Business Advice, Tips

Entrepreneurship in 4 Simple Steps

Whether you’ve always dreamed of being a business owner or you just came up with your first business idea while standing in line at the coffee shop, starting a new business is an exciting thing to do. The truth is that, as an entrepreneur, the world is your oyster–especially if you’re starting a new business in a small town. That may sound counterintuitive. After all, wouldn’t you have more potential clients in a big city?

While, technically speaking, there are more people in a big city, there are also many competitors. Whether you’re starting a law firm or a grocery store, starting in a small town allows you to scale your new business on your own terms, without worrying about competitors swooping in to steal your potential clients. So, as you’re considering how to run a successful business in a small town, take a few minutes to read over these four business ideas that won’t let you down.

1. A custom website will impress your potential clients.


Like it or not, a lot of business happens online these days. This is true no matter the type of business, or whether it’s being run in a small town in a rural area of the United States or a bustling metropolis. Even in rural areas, potential clients head to your website to check out how legitimate your business is. That means that every website visitor is a prospective client who could become a referral to more potential clients.

In other words, taking your web design seriously is one of the best practices for any startup business idea–so don’t opt for a DIY approach. Whether you’re in New York or Topeka, do a quick search for “campaign websites” to find the best local web designers. It’ll help make sure you’ve chosen a designer that can help you develop a stronger online presence. This is one component of your burgeoning business that you don’t want to overlook in any way.

2. SEO is king when it comes to online marketing strategies.


SEO, or search engine optimization, refers to the practice of using keywords, blog posts, quality content, and other tactics to increase visibility for your website. If you’re starting a law firm, for example, you’ll see SEO mentioned in any marketing guide for law firms worth its salt, regardless of the practice area you’re specializing in. No one in your target audience will click past the first page on a search engine result (who does?). If you are an attorney who wants to make it in the legal industry, you need to think about how your SEO is or is not making your legal services known to your target audience.

3. A social media presence is a great way to find new clients.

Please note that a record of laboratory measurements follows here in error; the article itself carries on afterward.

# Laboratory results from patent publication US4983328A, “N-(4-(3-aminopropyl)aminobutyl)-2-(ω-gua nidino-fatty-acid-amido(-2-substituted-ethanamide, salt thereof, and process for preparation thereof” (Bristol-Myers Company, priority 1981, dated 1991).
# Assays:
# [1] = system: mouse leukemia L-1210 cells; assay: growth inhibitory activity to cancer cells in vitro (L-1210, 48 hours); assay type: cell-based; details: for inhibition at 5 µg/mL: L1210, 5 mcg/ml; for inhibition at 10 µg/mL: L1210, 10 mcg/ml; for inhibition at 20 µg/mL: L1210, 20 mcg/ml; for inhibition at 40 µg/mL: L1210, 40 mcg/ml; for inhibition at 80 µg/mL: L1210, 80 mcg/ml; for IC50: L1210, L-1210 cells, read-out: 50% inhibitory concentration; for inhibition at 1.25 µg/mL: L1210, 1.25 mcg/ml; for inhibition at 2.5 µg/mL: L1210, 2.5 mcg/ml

It may seem strange to think about social media profiles for a car wash, a law firm, a bakery, or a grocery store, but that’s only until you consider where your prospective clients are. Aren’t they on social media platforms, like all the rest of us? Facebook and Instagram aren’t just for seeing how many dogs that high school guys have adopted–they’re for investing in a content marketing tactic. It’s a smarter step to take for your overall business success and growth.

Beyond making sure that you get plenty of good reviews on Yelp, consider content marketing on social media (LinkedIn, for example) as the next step in boosting your small business’ visibility. For example, Sam Ramey is a social media influencer. Ramey’s consulting efforts have helped entrepreneurs start their own business and make use of cultural events (like performances of Don Giovanni at the New York City Opera) to take a salon or ice cream shop to the next level. Plus, Ramey does all of this on social media!

4. Make partnerships with the local community.


If you’re starting a small town business, you need to be a part of the local community, regardless of the kind of business you’re launching. Take a look at the other small-town businesses around you and consider opportunities for collaborations. For instance, did you start a hardware store next to a taco food truck? Maybe for every pack of lightbulbs you sell, customers get 10 percent off a food truck purchase. Host a small business night at the high school in collaboration with the barbershop or hair salon down the block. The more the locals see you invested in their local community, the more loyal they’ll be to your business.

Whether you’re starting a law firm or a food truck, any small town business provides plenty of opportunity to a savvy entrepreneur with a great business plan. Consider the tips above to get yourself started, and you’ll be running a lucrative business in your own small town in no time.